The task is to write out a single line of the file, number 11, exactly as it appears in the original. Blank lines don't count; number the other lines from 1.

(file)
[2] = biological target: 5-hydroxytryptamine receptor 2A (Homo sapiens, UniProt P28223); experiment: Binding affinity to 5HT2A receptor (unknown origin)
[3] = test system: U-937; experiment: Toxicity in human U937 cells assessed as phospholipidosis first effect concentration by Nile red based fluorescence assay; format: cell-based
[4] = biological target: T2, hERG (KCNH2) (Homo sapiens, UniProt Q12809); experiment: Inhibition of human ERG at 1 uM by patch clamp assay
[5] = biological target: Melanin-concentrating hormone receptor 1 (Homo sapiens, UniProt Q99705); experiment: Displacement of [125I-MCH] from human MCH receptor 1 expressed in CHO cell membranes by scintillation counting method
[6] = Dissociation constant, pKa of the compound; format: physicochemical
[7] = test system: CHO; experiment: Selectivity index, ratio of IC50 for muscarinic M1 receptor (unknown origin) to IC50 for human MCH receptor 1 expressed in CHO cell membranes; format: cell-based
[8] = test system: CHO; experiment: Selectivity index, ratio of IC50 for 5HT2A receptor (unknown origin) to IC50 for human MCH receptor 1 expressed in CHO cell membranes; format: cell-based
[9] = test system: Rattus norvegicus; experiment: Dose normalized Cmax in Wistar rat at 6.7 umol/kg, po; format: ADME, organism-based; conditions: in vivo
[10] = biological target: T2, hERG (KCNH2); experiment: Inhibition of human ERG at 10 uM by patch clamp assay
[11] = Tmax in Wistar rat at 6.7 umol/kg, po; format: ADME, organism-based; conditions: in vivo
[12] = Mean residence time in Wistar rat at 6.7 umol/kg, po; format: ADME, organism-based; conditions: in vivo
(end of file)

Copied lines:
[12] = Mean residence time in Wistar rat at 6.7 umol/kg, po; format: ADME, organism-based; conditions: in vivo